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Banking crisis: Central Bank paid out €30m in consultancy fees in 2011

Law firm Arthur Cox seems to be the big winner in terms of consultancy contracts with the Central Bank, NTMA and Department of Finance.

The big winner?
The big winner?
Image: Leon Farrell/Photocall Ireland

THE CENTRAL BANK saw its bill for consultants’ services relating to the banking crisis shoot up to €29.9 million last year.

In 2010, the same bill was just €1.3 million.

However, the Central Bank could not explain the jump in fees. It advised that it could not provide details of payments to individual consultants due to “commercial confidentiality reasons”.

In a statement to, the Central Bank said that the costs include “work done for the Financial Measures Programme”.

Since 2008, the Central Bank has spent €38.4 million on consultancy fees relating to the banking crisis.

A further €49 million has been spent by other State agencies in the past four years in respect of advice received about the banking sector.

In response to a parliamentary question from Michael McGrath, the Minister for Finance revealed the consultancy costs accrued by the National Treasury Management Agency, the National Pension Reserve Fund and the Department of Finance, as well as the Central Bank.

A breakdown of who-was-paid-what was given in relation to the NTMA, the NPRF and the Department of Finance.

Law firm Arthur Cox was a winner across the board as it was the go-to for legal advice in relation to the banking crisis. Since 2008, consultancy services provided to the Department of Finance in relation to the Bank Guarantee Scheme, the recapitalisation and restructuring of the banks and other general advice amounted to €13.6 million.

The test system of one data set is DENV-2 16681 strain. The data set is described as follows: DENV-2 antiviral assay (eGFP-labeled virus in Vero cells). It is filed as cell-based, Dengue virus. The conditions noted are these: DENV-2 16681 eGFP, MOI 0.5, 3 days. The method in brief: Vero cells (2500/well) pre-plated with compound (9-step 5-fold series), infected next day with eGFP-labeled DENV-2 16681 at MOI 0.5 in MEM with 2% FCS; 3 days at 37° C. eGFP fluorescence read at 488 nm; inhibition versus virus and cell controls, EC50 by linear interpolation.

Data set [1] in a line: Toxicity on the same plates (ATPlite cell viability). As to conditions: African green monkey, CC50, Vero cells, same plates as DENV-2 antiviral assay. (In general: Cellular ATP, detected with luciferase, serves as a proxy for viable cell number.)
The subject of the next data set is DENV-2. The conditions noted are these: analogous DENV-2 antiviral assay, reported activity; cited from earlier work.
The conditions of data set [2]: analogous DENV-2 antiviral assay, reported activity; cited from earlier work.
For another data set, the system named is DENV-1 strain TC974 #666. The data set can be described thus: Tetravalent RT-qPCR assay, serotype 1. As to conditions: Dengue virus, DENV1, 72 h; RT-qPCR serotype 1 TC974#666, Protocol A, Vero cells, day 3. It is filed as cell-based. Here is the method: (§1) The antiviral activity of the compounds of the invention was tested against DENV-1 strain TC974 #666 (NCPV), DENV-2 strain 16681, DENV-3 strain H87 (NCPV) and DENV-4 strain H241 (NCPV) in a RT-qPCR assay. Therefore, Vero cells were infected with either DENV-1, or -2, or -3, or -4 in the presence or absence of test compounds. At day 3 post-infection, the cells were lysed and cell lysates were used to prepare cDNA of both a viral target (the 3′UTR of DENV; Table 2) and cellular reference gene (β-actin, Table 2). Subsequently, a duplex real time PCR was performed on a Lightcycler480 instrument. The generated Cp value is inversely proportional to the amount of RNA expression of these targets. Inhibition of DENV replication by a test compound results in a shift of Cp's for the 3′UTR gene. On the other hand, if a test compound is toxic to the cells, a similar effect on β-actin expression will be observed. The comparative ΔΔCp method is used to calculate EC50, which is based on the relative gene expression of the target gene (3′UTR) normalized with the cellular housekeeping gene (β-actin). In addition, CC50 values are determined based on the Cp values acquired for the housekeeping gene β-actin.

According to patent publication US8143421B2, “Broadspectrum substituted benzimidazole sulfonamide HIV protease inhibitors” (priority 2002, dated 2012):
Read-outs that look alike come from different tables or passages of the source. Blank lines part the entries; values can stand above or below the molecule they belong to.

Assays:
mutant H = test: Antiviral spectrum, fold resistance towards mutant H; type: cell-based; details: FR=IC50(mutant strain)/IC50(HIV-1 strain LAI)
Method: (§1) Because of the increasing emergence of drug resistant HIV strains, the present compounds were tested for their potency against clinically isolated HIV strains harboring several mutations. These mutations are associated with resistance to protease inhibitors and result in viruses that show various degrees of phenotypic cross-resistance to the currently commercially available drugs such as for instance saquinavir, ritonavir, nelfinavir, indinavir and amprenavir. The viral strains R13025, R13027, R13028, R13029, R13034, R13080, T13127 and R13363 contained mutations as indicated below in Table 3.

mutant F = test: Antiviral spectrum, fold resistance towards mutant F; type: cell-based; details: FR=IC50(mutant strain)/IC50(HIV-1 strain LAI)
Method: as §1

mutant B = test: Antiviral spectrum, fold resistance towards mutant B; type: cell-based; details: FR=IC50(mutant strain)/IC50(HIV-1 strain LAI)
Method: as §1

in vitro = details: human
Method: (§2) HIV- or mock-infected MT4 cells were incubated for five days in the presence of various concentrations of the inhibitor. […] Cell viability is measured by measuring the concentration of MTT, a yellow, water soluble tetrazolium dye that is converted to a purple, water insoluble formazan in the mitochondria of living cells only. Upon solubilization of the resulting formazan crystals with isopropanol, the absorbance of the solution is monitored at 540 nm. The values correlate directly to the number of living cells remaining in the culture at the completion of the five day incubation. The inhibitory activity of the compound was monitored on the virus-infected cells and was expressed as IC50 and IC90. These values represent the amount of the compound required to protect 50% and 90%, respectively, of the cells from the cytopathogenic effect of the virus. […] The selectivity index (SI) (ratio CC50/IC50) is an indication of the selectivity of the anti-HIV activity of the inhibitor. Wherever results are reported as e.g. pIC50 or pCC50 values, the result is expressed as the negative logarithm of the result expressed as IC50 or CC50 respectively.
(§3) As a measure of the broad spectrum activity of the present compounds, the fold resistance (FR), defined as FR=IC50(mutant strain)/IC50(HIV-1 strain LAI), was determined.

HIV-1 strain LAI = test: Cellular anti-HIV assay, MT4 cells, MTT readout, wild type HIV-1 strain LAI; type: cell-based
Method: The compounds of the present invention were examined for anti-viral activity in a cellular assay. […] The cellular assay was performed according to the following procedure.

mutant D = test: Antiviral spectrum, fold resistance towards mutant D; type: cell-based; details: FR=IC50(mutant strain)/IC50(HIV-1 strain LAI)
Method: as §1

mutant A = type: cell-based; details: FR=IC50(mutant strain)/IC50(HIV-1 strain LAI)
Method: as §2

The NTMA paid Arthur Cox €7.74 million over the past four years, while it hired Goldman Sachs last year following the announcement of stress test results in March. About €6.29 million was paid to the investment banking firm about capital raising exercises at the four main institutions.

A further €2.61 million was billed by McKinsey & Co for advice given about the AIB/EBS merger and the restructuring of Anglo Irish Bank and Irish Nationwide.

Consultancy services worth €7.33 million and €6.96 were obtained by the NTMA from Merill Lynch and Rothschild respectively for banking advisory services over the past four years.

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The NPRF’s consultancy costs were substantially lower than the other agencies but Arthur Cox still topped the list with a bill of €2.18 million for “legal due diligence on banks prior to recapitalisation in 2009″ and “legal advice in respect of directed investments in 2010″.

A further €1.58 million was paid out to PricewaterhouseCooper – also in relation to “due diligence on Bank of Ireland and AIB prior to recapitalisation”.

Last week it was revealed that NAMA racked up a €27 million legal bill in two years for expenses accrued for advise pertaining to loans acquired from participating institutions.

Arthur Cox received over €3 million, the highest amount of any one firm.

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